Channeling former President Nixon, the state Supreme Court today showed Washington State isn't that different from Washington D.C. after all by granting the Governor's office the claim of executive privilege to deny citizens access to public records.
This Thursday, a group called Responsible Choices Washington will host a debate about labeling of biotechnology crops, known popularly as GMOs, at the University of Washington's Center for Urban Horticulture. The choice of the venue is ironic.
Twelve years ago, eco-terrorists firebombed the University of Washington Center for Urban Horticulture. The reason, as evidenced by the spray paint left behind, was opposition to the research being done on the genetics of plants.
Are the state's editorial boards reflective of the general voting public? We'll know after the votes are counted on Initiative 517 and Initiative 522. Based on the near consensus of the editorials to date, supporters of the proposals may be feeling a bit nervous. Here's a roundup:
Step one of any twelve-step program is "admit you have a problem." Left-wing environmental groups like FUSE still aren't there. As a result, Washington state has wasted millions on failed climate policies and some seem determined to keep doing that.
Today’s WSJ column by Daniel Henninger reports that two days ago, on Tuesday, 20,000 African-American and Hispanic parents marched across the Brooklyn Bridge to New York City Hall. This is a very large number of people to be marching on the City. Why did they do this? These parents marched to defend their charter schools from a new threat: the leading candidate for mayor of New York City, Democrat Bill de Blasio. Mr. de Blasio is supported by the city’s teachers union.
Whoops - Seattle Childrens Hospital was excluded in the state exchange insurance plans by six of the eight insurance companies selling in the exchange. (Here)
The state health insurance exchanges are a big part of Obamacare. Individuals and small businesses can buy health insurance with taxpayer subsidies in the exchanges. Anyone earning up to 400 percent of the federal poverty level ($94,200 for a family of four) will qualify for the subsidies.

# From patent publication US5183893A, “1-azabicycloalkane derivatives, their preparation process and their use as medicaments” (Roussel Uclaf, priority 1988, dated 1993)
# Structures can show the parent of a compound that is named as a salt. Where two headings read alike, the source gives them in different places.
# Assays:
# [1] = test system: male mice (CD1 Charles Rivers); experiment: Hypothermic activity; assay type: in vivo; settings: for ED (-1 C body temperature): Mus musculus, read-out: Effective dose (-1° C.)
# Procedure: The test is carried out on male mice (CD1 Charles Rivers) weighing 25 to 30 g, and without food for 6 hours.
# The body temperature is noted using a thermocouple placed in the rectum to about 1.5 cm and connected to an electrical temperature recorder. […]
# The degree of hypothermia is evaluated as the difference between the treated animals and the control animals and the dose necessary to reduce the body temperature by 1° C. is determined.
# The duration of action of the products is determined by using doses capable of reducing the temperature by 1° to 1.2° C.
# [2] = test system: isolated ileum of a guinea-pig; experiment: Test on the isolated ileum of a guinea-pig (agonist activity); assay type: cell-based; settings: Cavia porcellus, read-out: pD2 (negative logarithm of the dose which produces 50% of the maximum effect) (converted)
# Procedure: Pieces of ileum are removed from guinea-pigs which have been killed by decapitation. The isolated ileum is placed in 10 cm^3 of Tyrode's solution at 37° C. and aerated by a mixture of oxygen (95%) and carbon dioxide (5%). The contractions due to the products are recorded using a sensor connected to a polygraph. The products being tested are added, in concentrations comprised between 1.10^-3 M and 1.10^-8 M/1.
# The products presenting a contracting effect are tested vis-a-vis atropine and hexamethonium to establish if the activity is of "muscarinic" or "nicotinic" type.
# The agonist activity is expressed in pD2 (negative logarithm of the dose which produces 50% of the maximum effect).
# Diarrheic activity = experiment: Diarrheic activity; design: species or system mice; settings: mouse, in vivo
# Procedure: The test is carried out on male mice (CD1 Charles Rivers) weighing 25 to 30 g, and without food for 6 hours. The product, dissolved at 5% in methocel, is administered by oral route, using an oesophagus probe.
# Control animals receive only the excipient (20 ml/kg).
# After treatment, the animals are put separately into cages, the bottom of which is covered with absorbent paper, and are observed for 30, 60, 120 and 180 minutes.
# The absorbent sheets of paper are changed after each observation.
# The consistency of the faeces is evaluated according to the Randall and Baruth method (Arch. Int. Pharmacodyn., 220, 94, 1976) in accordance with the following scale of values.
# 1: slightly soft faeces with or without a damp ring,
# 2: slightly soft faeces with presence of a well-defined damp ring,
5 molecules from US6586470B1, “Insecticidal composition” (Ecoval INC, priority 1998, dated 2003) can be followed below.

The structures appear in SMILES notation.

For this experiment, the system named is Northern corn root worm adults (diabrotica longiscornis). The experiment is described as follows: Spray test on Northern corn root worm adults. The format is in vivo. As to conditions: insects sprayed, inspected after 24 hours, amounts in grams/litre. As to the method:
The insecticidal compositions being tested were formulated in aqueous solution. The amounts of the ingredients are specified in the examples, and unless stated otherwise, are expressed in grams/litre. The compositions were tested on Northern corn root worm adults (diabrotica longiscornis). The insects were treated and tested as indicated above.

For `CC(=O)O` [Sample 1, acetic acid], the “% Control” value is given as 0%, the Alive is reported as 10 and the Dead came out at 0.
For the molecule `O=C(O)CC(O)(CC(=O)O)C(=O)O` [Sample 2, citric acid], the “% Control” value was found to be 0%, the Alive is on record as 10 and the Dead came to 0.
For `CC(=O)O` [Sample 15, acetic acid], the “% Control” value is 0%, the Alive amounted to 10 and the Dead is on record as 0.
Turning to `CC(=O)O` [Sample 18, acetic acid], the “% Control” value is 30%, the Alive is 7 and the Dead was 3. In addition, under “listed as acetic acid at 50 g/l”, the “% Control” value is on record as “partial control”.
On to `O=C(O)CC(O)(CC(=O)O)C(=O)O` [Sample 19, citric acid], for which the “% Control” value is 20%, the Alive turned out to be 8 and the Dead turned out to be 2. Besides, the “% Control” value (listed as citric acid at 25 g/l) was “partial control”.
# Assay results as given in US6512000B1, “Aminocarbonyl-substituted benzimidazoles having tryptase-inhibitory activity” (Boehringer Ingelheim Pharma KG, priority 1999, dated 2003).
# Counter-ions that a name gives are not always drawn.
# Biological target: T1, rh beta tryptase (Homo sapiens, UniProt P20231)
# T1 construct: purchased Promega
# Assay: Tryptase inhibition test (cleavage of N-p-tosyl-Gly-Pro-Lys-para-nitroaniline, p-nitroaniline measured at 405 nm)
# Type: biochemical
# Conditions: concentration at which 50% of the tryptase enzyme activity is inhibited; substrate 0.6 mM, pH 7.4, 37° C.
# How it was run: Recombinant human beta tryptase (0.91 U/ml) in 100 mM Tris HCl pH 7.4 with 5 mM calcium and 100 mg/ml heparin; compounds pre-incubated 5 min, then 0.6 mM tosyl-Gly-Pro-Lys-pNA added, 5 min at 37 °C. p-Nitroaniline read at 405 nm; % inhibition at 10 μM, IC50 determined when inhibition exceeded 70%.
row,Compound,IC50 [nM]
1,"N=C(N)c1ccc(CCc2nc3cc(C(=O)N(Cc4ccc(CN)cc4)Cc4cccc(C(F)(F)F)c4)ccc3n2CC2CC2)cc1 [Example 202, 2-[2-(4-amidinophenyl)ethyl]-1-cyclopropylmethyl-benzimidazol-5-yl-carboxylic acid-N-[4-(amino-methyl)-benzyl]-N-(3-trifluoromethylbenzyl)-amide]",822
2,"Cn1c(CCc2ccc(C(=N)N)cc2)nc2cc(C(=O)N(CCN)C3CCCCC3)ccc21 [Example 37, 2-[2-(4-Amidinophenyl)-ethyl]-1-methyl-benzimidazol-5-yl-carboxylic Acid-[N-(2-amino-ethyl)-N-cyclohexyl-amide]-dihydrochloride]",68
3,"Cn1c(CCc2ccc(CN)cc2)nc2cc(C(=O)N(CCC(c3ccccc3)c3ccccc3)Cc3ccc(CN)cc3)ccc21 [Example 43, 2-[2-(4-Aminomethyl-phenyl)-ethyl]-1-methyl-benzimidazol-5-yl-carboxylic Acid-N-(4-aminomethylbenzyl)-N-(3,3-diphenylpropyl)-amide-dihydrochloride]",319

Last fall voters lifted the ban on charter schools, making Washington the 42nd state in the nation to provide a charter school choice to parents. In approving Initiative 1240, voters passed one of the strongest charter school laws in the country. Now that this law is being implemented, engaged parents hoping to open charter schools are emerging all over the state. One such group comes from Sunnyside, Washington, a small agricultural community in eastern Washington.
Superintendent of Public Instruction Randy Dorn has just released his calculation of how much he wants to give charter schools and their students when these popular, voter-approved schools open next fall. As many of my readers will recall, Superintendent Dorn opposed allowing children in Washington state to attend charter schools.
Three years ago Washington state's elected officials took the lead in implementing Obamacare, saying that if Washington did not set up a state health care exchange, as required by the 2010 Affordable Care Act the federal government would do it for us. The Exchange will cost the state about $50 million a year to operate.
Under the law the online Exchange was to be up and running today. Instead visitors find it is not working. A notice at the site, WAHealthPlanFinder, tells those seeking health coverage:
Yesterday proponents of Proposition 1, the SeaTac ballot measure to implement a $15 per hour minimum wage, paid sick leave and other labor mandates on some SeaTac businesses, released a study declaring passage of the initiative would inject $54 million in increased household spending throughout the region and create 400 new jobs.
The study also says employers will be able to easily absorb the increases in the cost of doing business by raising prices on consumers and local governments will benefit by receiving more revenue from the increase in earnings and spending.
This week, the Wall Street Journal is publishing four pieces I wrote addressing various aspects of energy and environment policy. You can read them all at the WSJ Experts page. There are some nice pieces by others as well, so it is worth a look at all of the articles.